Standard Chartered Bank has unveiled Tony Hall as its new global head of macro trading, financial markets. Based in Singapore, he will report to Roberto Hoornweg, global head, financial markets. Hall brings to StanChart close to 25 years of global experience in the currency markets, including more than 18 years in Singapore, where he was […]
Tag: Standard Chartered
Standard Chartered Bank has become a liquidity provider on Digital Vega’s FX options Medusa trading platform, bringing its unique global footprint of actively trading over 100 currencies and pricing an range of emerging markets and G10 currencies. “As more of our clients adopt electronic trading it is important that we serve them via their preferred […]
There have been numerous attempts in the past to create buy side to buy side matching pools for FX, with very limited success. FX HedgePool is the latest venture seeking to do this and, as the company edges towards launch, Galen Stops takes a look at what it is doing differently. In April, Profit & […]
BidFX has added Standard Chartered Bank’s (SCB) full algo suite to its platform. John McGrath, chief revenue officer at BidFX, comments: “SCB are a leading liquidity provider on the BidFX platform and the expansion to add their algo suite has been very well received by the institutional buy side currently using BidFX. The evolution within […]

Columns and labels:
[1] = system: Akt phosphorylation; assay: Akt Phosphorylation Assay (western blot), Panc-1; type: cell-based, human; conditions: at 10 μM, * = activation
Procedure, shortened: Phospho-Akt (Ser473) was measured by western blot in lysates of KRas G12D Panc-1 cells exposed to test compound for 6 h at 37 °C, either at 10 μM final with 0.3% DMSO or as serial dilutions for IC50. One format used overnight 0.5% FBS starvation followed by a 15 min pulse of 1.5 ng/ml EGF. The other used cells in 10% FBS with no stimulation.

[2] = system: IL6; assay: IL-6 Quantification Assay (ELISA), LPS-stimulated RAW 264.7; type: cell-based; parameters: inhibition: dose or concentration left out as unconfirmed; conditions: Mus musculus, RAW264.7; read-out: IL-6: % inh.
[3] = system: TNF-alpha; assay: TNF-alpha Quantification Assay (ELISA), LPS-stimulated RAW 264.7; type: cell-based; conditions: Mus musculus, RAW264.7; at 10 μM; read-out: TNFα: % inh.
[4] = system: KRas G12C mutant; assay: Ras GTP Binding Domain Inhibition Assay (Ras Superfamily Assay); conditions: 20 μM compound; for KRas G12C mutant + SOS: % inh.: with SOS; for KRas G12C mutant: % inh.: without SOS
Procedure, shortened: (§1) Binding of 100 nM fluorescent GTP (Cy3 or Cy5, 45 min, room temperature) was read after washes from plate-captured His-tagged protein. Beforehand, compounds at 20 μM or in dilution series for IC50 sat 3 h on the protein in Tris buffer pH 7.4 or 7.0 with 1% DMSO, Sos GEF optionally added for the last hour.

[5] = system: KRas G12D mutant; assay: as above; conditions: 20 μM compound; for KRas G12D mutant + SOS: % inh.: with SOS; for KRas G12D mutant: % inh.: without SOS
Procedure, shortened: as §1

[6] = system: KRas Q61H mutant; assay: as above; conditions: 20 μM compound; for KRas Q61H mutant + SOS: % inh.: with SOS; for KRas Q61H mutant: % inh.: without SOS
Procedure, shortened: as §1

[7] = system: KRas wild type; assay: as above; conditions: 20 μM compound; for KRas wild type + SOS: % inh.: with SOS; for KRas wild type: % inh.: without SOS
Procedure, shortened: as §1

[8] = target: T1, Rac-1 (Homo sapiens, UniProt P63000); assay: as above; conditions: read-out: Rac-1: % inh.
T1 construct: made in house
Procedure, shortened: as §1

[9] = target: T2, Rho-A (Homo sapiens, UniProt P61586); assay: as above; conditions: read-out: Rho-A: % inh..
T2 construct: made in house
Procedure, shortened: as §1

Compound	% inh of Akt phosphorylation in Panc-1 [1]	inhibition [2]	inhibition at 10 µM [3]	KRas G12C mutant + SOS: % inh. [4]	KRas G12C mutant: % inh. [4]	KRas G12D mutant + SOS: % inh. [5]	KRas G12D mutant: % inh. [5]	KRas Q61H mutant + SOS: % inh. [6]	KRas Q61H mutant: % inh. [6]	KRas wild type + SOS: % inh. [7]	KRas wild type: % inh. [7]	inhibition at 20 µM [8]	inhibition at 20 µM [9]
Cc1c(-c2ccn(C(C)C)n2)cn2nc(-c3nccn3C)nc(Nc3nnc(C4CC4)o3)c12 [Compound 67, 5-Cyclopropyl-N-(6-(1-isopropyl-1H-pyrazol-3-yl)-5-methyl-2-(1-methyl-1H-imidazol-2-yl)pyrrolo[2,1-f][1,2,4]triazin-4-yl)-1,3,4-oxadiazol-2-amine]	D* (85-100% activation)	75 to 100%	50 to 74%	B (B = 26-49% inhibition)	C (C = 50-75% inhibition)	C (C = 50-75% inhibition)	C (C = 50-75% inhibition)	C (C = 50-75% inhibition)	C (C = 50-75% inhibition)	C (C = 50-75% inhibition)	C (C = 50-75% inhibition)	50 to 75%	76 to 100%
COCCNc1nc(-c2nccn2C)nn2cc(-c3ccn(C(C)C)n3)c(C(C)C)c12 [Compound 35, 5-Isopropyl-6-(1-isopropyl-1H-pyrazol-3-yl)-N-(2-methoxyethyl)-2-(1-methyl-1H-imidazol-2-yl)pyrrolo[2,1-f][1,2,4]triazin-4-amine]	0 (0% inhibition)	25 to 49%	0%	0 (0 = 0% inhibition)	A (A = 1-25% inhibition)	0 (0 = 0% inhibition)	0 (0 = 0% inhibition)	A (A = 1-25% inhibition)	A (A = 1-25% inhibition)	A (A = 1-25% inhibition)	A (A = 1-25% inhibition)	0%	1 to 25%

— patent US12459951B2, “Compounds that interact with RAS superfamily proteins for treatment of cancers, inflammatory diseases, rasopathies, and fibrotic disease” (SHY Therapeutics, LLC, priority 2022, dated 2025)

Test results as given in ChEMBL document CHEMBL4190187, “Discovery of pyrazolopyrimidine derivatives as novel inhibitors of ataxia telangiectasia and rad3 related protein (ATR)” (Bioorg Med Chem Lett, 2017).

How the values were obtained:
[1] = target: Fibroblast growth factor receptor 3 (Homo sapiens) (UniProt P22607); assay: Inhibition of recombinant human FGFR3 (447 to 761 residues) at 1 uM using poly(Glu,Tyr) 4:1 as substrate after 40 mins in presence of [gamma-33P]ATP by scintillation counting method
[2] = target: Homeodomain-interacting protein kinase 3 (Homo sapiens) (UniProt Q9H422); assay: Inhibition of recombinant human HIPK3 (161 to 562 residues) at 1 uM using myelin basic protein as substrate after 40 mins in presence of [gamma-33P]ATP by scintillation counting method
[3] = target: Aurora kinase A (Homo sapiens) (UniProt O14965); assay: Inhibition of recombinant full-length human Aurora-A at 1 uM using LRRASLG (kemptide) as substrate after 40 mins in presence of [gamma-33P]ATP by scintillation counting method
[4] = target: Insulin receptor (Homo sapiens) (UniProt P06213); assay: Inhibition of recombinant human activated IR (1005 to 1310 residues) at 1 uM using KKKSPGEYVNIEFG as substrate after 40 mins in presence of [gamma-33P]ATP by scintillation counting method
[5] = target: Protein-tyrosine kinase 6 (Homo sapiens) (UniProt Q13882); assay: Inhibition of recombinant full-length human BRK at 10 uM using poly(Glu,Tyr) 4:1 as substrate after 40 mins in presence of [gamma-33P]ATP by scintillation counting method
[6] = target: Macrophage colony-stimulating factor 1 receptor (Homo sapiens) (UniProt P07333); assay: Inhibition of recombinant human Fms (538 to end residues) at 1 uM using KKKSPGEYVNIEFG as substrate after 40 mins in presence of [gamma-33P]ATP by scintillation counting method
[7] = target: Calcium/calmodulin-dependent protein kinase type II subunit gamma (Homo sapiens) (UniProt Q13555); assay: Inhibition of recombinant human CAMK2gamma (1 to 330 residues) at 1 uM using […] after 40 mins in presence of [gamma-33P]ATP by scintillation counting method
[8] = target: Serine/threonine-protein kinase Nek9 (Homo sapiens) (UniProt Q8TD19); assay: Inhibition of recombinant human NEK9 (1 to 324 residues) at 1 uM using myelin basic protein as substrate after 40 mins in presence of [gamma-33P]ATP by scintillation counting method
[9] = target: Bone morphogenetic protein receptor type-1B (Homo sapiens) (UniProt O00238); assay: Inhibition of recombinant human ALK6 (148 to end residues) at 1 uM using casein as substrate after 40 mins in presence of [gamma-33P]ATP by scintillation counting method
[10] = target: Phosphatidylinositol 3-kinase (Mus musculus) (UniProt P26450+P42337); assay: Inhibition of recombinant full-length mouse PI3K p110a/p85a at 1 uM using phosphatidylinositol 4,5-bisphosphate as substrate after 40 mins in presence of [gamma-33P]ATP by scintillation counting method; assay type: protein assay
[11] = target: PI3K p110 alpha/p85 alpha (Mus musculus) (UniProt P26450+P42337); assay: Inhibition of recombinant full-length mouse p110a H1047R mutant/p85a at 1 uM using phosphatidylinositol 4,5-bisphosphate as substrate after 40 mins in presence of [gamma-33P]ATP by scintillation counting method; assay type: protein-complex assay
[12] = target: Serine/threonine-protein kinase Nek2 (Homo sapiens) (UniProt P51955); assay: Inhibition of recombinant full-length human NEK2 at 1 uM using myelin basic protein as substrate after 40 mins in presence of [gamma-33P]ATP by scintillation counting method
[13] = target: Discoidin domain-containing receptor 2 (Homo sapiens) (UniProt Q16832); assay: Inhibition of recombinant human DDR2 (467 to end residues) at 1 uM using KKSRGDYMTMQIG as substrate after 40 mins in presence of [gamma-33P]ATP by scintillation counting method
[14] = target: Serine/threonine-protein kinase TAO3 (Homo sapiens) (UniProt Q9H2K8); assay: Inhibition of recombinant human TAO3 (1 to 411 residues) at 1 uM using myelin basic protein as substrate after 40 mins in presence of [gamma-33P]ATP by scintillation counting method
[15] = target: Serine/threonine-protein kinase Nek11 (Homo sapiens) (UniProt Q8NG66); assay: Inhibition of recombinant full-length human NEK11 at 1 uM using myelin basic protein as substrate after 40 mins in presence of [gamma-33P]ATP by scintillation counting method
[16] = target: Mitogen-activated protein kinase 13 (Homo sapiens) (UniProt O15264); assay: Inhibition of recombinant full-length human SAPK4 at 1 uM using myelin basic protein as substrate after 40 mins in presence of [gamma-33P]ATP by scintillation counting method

Scepticism abounds in this week’s In the FICC of It podcast as Colin Lambert and Galen Stops take a look at the latest bank to unveil a digital markets strategy – including all your favourite buzzwords. While Stops believes this is the latest move in what will be a growing trend, our podcasters also wonder whether it’s not really just a rebranding exercise?
They then move into more traditional areas and discuss JP Morgan’s survey on FX market conditions, and while they agree with a lot of the findings, there are one or two areas that raise an eyebrow, not least around internalisation and AI.
AI-generated trading and liquidity are also the forefront as they move on to share their thoughts around the flash crash in Jardine Matheson stock last week in Singapore, including asking the question, what does it mean for market maker programmes and certain order types?
The discussion then moves on to look at the latest FX turnover surveys from the world’s FX committees, with particular attention on three interesting/puzzling (delete as appropriate) elements of the UK report surrounding RMB, NDFs and voice brokers.
The podcast ends on with Lambert praising “the optimism of youth” after Stops highlights what he thinks could be a very important line at the end of the latest document detailing an FX-related fine in the US – in other words, the cynic in him won the day!